Fact is, they weren’t even supposed to be there, but were granted a reprieve after dropping a doubleheader to bow out in districts and then were handpicked after the Liberty Cannons declared they could not field a team for the state tourney.
Woodinville made the most of its second chance.
"It was a weird deal but the kids were happy to be there and made the most of it," coach Alan Dillman said. "It was crazy but we somehow found a way to play the best ball of our season at the right time. The kids played great and deserved to win."
The Falcons defeated University — the host team — Walla Walla, Richland, Montesano and Richland again, in order to face Lakeside Gray from the Issaquah area in the title game.
Lakeside was not unfamiliar to Woodinville, having beaten them four of five times during the summer season, in effect, their nemesis.
The finale, predetermined to go nine innings by the powers that be, proved fortuitous for Woodinville.
Down 7-5 entering the eighth with one out, Harrison Van Till singled and so did Nate Wilham. Matt Laitala then launched a three-run bomb, dead to left, to go up 8-7.
Caleb Hamilton then hammered another homer to make it 9-7.
Max Carter, on the hill in relief of Jake Segesser, who relieved starter Hamilton, nailed down the victory facing the 3-4-5 batters: ground ball to third, fly ball to right, and a backwards K to end it and start the party.
"Yeah, caught him looking with a fastball," Carter said. "Threw my glove in the air and jumped on some guys. Probably the most fun I’ve ever had playing baseball. Pretty cool."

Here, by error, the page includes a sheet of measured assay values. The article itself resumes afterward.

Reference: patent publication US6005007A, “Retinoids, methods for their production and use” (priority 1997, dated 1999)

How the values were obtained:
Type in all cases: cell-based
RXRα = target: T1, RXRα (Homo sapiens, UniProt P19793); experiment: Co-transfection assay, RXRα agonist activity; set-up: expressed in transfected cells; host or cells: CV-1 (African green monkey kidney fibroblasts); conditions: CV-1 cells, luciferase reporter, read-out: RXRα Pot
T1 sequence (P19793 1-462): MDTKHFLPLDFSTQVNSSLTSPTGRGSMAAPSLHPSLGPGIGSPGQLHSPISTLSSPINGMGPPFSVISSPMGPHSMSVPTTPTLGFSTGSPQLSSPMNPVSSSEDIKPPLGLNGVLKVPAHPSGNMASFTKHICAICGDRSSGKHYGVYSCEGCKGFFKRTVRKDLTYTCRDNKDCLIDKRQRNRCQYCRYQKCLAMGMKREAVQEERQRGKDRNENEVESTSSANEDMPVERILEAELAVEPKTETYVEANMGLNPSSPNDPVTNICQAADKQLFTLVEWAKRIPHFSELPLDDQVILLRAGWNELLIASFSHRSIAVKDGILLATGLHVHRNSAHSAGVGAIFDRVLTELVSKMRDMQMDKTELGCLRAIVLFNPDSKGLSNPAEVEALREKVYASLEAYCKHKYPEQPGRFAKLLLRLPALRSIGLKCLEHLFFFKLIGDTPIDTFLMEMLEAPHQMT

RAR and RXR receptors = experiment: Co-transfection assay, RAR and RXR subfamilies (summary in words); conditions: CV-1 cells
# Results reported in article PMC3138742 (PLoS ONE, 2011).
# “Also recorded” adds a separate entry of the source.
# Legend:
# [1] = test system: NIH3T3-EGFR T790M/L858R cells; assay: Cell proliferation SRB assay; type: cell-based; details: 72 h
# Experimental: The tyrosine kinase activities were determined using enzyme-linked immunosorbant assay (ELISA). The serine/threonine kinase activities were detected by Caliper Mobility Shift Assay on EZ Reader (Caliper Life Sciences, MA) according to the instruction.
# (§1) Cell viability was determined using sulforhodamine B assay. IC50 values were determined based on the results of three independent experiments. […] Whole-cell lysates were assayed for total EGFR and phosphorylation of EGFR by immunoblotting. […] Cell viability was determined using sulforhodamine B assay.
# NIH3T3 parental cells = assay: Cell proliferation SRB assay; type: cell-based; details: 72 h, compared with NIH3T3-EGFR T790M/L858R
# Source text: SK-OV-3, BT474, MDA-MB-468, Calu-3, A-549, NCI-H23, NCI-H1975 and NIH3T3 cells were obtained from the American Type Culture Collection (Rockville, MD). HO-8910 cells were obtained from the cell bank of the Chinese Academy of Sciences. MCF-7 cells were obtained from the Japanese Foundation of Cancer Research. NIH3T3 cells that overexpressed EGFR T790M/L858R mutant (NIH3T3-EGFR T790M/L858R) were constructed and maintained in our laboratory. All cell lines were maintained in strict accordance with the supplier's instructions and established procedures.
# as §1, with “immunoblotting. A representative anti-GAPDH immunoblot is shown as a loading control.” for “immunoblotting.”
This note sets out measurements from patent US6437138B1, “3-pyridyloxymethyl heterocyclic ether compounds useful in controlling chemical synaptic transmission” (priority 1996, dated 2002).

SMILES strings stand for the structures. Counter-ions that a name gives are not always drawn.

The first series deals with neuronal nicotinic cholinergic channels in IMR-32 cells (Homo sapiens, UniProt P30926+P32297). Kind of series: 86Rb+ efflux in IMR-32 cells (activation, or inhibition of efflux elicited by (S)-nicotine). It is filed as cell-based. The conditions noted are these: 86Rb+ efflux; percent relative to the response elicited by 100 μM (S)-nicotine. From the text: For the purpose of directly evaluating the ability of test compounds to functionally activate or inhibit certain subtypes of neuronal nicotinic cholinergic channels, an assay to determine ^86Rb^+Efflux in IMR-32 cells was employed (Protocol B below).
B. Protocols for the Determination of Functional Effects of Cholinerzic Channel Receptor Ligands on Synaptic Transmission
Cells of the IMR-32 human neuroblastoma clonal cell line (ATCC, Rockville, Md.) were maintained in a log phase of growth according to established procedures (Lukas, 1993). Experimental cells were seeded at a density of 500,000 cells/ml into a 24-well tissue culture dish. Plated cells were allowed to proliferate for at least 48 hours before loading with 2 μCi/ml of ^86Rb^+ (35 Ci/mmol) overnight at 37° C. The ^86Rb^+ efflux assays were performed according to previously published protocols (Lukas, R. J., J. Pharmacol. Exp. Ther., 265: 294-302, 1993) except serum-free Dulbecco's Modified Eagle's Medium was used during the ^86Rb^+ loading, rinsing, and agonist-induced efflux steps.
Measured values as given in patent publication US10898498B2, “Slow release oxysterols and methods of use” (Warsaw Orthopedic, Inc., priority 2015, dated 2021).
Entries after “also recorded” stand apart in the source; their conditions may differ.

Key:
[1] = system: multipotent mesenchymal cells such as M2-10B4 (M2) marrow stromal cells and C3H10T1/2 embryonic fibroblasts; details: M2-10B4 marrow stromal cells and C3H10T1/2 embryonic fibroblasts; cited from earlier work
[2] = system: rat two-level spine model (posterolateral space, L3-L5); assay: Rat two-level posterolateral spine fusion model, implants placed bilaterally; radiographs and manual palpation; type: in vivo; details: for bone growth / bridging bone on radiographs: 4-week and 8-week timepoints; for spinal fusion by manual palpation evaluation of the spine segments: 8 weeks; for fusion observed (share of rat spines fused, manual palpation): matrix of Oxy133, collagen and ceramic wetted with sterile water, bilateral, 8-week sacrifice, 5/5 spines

After being on the "brink of extinction," Carter said, the boys were relaxed and played loose, with nothing to lose.
"We knew we were a better team than we showed that day at districts.
We knew we were more competitive than that and you could sense we were gonna go on a run in Spokane."
And that they did, led by the white-hot bat of Laitala, who went 14-for-25 at the plate in the tourney with six doubles, two homers and 10 RBI — including the "big shot, a no-doubter" as Dillman put it, with the money on the table.
"Kinda hard to believe that he got better, after hitting .500 during the season ... he got even hotter ... He was just so confident at the plate, and his teammates were so confident in him. We knew when he came up in that situation he was gonna hit a gapper at least ... and then he hit it out."
Tommy Wick also went yard in the finale — the first time all season Woodinville hit three long balls in a game.
"That was huge," Dillman said. "We were down 4-0 in the second inning, Caleb was struggling with a tight zone, and Tommy’s homer made it 4-2 to get us back in the game and gave us a lift."
Hamilton went 11-for-22 in the tourney with 13 runs scored, 10 RBI and five stolen bases. Wick went 7-for-20 with 10 RBI.
But you don’t win tournaments without good pitching.
"Eric Anthony was huge," Dillman said. "He wasn’t there for districts but gave us depth on the mound ... and Jake did a great job — he ate a lot of innings all year long and we knew we could count on him."
Dillman’s overall impressions on the season, ending with a 33-6 record: "This team was a lot of fun. They competed really hard, got along well and there were no issues ... Different guys kept coming up big day after day."